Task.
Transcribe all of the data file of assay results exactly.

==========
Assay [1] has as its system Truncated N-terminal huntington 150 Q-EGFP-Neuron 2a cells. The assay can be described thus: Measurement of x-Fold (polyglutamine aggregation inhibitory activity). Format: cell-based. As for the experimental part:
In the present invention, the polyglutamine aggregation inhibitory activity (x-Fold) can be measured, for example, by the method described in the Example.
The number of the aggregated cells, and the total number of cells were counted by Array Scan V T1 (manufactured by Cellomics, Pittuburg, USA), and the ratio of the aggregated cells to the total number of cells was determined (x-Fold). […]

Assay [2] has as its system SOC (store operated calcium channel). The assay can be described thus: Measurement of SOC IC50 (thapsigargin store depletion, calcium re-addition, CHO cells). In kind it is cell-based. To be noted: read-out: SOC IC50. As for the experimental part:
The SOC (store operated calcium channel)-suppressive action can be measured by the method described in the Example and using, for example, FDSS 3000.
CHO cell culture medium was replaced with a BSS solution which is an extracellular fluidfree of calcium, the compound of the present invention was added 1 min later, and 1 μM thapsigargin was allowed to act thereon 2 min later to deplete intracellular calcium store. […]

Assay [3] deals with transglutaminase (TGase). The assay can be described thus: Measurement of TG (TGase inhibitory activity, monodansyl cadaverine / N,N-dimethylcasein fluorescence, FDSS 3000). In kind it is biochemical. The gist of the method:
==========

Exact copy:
Assay [1] has as its system Truncated N-terminal huntington 150 Q-EGFP-Neuron 2a cells. The assay can be described thus: Measurement of x-Fold (polyglutamine aggregation inhibitory activity). Format: cell-based. As for the experimental part:
In the present invention, the polyglutamine aggregation inhibitory activity (x-Fold) can be measured, for example, by the method described in the Example.
The number of the aggregated cells, and the total number of cells were counted by Array Scan V T1 (manufactured by Cellomics, Pittuburg, USA), and the ratio of the aggregated cells to the total number of cells was determined (x-Fold). […]

Assay [2] has as its system SOC (store operated calcium channel). The assay can be described thus: Measurement of SOC IC50 (thapsigargin store depletion, calcium re-addition, CHO cells). In kind it is cell-based. To be noted: read-out: SOC IC50. As for the experimental part:
The SOC (store operated calcium channel)-suppressive action can be measured by the method described in the Example and using, for example, FDSS 3000.
CHO cell culture medium was replaced with a BSS solution which is an extracellular fluidfree of calcium, the compound of the present invention was added 1 min later, and 1 μM thapsigargin was allowed to act thereon 2 min later to deplete intracellular calcium store. […]

Assay [3] deals with transglutaminase (TGase). The assay can be described thus: Measurement of TG (TGase inhibitory activity, monodansyl cadaverine / N,N-dimethylcasein fluorescence, FDSS 3000). In kind it is biochemical. The gist of the method: